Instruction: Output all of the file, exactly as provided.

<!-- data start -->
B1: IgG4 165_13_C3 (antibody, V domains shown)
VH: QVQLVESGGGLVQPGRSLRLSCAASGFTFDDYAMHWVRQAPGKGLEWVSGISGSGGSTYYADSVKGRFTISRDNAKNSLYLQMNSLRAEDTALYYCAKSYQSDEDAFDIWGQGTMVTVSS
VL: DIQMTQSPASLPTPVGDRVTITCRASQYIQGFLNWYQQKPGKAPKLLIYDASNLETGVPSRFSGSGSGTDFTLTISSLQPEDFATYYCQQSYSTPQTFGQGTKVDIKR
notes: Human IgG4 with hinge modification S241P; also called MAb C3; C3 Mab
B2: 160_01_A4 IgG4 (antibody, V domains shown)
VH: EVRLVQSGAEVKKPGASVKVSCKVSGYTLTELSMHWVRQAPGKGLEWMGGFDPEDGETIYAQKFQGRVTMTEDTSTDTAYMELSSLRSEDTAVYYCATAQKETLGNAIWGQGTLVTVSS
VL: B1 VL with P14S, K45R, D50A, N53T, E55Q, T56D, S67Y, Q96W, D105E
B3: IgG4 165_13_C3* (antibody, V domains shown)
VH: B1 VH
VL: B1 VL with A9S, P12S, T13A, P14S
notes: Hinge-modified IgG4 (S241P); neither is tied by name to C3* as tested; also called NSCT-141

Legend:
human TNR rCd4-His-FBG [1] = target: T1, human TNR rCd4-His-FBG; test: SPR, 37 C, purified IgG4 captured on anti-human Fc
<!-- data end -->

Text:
B1: IgG4 165_13_C3 (antibody, V domains shown)
VH: QVQLVESGGGLVQPGRSLRLSCAASGFTFDDYAMHWVRQAPGKGLEWVSGISGSGGSTYYADSVKGRFTISRDNAKNSLYLQMNSLRAEDTALYYCAKSYQSDEDAFDIWGQGTMVTVSS
VL: DIQMTQSPASLPTPVGDRVTITCRASQYIQGFLNWYQQKPGKAPKLLIYDASNLETGVPSRFSGSGSGTDFTLTISSLQPEDFATYYCQQSYSTPQTFGQGTKVDIKR
notes: Human IgG4 with hinge modification S241P; also called MAb C3; C3 Mab
B2: 160_01_A4 IgG4 (antibody, V domains shown)
VH: EVRLVQSGAEVKKPGASVKVSCKVSGYTLTELSMHWVRQAPGKGLEWMGGFDPEDGETIYAQKFQGRVTMTEDTSTDTAYMELSSLRSEDTAVYYCATAQKETLGNAIWGQGTLVTVSS
VL: B1 VL with P14S, K45R, D50A, N53T, E55Q, T56D, S67Y, Q96W, D105E
B3: IgG4 165_13_C3* (antibody, V domains shown)
VH: B1 VH
VL: B1 VL with A9S, P12S, T13A, P14S
notes: Hinge-modified IgG4 (S241P); neither is tied by name to C3* as tested; also called NSCT-141

Legend:
human TNR rCd4-His-FBG [1] = target: T1, human TNR rCd4-His-FBG; test: SPR, 37 C, purified IgG4 captured on anti-human Fc